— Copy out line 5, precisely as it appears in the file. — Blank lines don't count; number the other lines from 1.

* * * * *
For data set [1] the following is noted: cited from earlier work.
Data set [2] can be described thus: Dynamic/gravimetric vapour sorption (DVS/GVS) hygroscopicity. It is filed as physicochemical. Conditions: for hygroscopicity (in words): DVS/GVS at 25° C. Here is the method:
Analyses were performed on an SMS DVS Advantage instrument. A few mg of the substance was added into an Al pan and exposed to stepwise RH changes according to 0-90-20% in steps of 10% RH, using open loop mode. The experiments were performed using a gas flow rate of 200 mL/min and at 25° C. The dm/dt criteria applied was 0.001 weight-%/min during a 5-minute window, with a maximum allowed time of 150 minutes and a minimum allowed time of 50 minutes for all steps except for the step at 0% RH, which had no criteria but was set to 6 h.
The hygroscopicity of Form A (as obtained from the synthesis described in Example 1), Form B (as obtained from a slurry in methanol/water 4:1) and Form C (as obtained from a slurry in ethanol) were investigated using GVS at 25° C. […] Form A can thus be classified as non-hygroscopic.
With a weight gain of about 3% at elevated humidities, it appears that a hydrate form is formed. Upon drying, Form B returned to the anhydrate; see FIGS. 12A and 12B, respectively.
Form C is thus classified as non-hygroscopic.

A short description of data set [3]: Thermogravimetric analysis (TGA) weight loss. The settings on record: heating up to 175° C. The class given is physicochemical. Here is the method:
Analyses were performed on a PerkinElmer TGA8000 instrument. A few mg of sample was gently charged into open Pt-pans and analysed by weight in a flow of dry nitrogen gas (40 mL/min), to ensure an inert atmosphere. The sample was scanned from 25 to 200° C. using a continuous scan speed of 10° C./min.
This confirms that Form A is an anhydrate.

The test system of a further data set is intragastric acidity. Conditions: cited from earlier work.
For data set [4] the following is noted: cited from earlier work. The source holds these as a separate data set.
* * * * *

With a weight gain of about 3% at elevated humidities, it appears that a hydrate form is formed. Upon drying, Form B returned to the anhydrate; see FIGS. 12A and 12B, respectively.